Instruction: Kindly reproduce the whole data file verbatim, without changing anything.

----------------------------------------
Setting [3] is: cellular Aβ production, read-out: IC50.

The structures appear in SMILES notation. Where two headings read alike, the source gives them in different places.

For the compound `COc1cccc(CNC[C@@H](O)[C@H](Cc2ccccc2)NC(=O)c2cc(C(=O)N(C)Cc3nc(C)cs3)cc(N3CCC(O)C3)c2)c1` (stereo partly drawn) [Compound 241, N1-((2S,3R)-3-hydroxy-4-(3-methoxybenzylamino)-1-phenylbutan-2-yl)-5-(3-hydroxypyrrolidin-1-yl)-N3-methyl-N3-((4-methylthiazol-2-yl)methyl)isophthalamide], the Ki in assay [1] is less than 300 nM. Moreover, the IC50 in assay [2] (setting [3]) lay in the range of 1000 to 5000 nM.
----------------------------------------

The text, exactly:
Setting [3] is: cellular Aβ production, read-out: IC50.

The structures appear in SMILES notation. Where two headings read alike, the source gives them in different places.

For the compound `COc1cccc(CNC[C@@H](O)[C@H](Cc2ccccc2)NC(=O)c2cc(C(=O)N(C)Cc3nc(C)cs3)cc(N3CCC(O)C3)c2)c1` (stereo partly drawn) [Compound 241, N1-((2S,3R)-3-hydroxy-4-(3-methoxybenzylamino)-1-phenylbutan-2-yl)-5-(3-hydroxypyrrolidin-1-yl)-N3-methyl-N3-((4-methylthiazol-2-yl)methyl)isophthalamide], the Ki in assay [1] is less than 300 nM. Moreover, the IC50 in assay [2] (setting [3]) lay in the range of 1000 to 5000 nM.